Basic Tenets

These are the basic tenets or the pillars upon which the entire superstructure of what is called Hinduism (Sanatana Dharma) is built — like a huge multi-storied skyscraper.

Is the universal odering principal and the code for leading one's life that encompasses all aspects of our lives.
The divine Law of Action that lays forth the results of free-willed actions, which leave their imprint on the Self, called as atman.
Transmigration, evolution through rebirth back to Godhead. The atman's transmigration through a cycle of birth and death, until it attains moksha, is governed by karma.
The Ultimate Reality that is unchanging, infinite, immanent, and transcendent which is the Divine Ground of all matter, energy, time, space, being, and everything beyond in this Universe.
The Individual Conciousness or the non-material Self, which is distinct from both the manas (mind) and the stula sarira (gross physical body). This real self is beyond the temporary designations we normally ascribe to ourselves, in terms of race, gender, species and nationality.
Īshvara / bhagavan
The Supreme Brahman although One and Inconceivable, in order to interact with the physical universe which is projection of Itself, Brahman takes on a personal aspect known as Isvara.
The Trinity (literally indicating three forms or trinity), is the representation of the three projections of the Supreme Reality, each with a specific cosmic function. These manifestations are that of Brahma (serving the cosmic function of creation), Vishnu (serving the cosmic function of renewal and preservation), and Shiva (serving the cosmic function of dissolution or destruction that precedes re-creation).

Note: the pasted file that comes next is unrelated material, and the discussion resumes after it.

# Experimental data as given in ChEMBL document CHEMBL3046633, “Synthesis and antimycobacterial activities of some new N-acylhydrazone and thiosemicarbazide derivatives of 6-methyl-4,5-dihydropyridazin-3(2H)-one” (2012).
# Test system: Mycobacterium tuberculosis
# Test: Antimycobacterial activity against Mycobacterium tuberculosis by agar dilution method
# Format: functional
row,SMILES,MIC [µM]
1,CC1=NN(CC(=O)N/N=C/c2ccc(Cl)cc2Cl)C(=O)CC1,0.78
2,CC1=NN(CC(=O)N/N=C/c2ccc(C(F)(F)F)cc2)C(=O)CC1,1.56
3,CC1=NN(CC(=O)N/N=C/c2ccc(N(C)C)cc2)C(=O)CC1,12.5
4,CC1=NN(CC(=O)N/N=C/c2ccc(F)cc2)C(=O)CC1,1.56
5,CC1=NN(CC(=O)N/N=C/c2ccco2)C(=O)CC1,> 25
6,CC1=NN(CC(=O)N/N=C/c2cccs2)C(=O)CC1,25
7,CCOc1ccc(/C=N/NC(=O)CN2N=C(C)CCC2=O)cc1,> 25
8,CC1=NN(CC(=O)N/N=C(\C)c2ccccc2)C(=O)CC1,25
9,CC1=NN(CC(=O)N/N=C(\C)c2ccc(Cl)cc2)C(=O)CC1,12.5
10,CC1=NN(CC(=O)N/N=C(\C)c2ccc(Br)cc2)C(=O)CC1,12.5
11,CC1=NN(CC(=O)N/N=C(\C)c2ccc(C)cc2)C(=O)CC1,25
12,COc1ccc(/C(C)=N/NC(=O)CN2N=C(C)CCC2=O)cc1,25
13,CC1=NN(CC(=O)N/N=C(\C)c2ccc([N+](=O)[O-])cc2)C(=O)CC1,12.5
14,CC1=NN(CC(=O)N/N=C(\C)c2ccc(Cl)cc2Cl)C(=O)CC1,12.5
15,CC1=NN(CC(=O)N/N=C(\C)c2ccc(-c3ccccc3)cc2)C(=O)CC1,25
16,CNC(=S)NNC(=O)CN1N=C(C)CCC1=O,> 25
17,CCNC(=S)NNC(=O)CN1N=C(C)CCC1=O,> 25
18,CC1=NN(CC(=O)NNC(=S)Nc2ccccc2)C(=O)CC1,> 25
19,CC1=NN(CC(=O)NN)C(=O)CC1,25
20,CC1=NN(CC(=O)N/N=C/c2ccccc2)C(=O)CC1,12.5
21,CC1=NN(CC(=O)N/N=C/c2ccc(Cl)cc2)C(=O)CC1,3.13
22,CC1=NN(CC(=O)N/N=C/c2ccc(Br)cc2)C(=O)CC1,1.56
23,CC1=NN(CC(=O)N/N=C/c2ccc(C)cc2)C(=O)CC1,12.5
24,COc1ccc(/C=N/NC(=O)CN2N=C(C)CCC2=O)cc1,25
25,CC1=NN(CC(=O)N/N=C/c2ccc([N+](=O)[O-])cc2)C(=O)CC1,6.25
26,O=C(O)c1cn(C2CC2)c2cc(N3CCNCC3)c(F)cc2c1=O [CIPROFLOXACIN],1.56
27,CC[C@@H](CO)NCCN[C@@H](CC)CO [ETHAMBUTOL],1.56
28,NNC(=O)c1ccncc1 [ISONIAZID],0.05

Unreal or deceptive image of the creation and the illusion of a limited, purely physical and mental reality in which our everyday consciousness has become entangled, a veiling of the true, unitary Self, also known as Brahman.
Spiritual Preceptor — Sanatana Dharma is a living, experiential religion and therefore the centrality of the spiritual preceptor (guru) is absolute.
The focusing of attention on a particular spiritual idea in continuous meditation.
The spiritual effort and the means of self-realization, is the practice that leads to enlightenment or spiritual knowledge, understanding and wisdom.
The practice of being in the presence of the wise, in whose company it is easier to learn and practice.
The Path of Self-Realization. Liberation of every Atman through a variety of paths, such as bhakti (devotion), karma (action) and Jñana (knowledge).
mukti / moksha
Liberation from this material existence and samsara (cycle of birth and death), to join, reach or develop a relationship with the Brahman (Universal Spirit), is known as moksha, which is the ultimate goal of Hindus.
Syllables, inaudible or vocalized, that are repeated during meditation.
Life energy that permeates the atmosphere, enters the human being through the breath, and can be directed by thought.
The universal becoming.
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